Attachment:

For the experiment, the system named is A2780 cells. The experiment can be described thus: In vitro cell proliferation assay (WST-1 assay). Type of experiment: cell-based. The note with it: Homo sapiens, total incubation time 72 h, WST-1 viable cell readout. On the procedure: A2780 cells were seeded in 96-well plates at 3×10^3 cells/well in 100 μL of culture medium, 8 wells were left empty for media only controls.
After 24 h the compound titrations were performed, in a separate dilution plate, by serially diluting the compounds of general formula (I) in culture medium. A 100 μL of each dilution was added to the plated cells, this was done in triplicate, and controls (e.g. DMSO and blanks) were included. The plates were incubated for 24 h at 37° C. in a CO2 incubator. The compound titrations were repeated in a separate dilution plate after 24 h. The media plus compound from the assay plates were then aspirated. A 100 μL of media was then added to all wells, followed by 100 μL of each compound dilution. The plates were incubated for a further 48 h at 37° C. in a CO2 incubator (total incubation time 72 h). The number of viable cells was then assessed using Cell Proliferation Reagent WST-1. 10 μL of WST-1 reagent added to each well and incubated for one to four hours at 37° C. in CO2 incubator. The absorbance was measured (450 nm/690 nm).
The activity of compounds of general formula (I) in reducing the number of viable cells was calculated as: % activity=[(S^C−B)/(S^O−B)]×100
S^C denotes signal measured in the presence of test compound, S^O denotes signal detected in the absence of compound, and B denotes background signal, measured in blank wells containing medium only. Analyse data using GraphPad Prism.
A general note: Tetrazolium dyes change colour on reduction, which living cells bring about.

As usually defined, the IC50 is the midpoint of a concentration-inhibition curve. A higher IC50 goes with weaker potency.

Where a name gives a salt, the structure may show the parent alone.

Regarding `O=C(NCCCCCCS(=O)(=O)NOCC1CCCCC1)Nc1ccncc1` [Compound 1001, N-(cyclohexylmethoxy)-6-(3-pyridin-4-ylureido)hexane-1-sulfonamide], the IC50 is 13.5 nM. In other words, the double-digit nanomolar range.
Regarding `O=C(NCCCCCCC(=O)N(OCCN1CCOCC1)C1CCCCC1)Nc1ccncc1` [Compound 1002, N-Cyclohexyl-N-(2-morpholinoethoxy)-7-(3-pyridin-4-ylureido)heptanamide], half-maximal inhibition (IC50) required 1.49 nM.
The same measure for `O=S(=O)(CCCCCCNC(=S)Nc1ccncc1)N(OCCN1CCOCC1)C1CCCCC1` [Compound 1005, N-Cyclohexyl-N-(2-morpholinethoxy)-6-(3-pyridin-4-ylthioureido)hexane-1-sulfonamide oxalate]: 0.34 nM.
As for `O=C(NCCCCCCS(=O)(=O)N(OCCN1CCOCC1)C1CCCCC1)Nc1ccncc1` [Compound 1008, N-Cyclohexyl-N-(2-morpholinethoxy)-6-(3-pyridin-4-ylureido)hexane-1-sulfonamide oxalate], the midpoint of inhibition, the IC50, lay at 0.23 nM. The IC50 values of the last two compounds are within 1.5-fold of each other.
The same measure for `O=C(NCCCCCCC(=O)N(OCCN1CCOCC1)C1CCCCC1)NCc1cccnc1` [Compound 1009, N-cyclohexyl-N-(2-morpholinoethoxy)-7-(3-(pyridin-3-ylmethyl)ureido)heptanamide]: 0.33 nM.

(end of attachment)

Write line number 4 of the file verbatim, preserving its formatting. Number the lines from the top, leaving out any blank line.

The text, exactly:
S^C denotes signal measured in the presence of test compound, S^O denotes signal detected in the absence of compound, and B denotes background signal, measured in blank wells containing medium only. Analyse data using GraphPad Prism.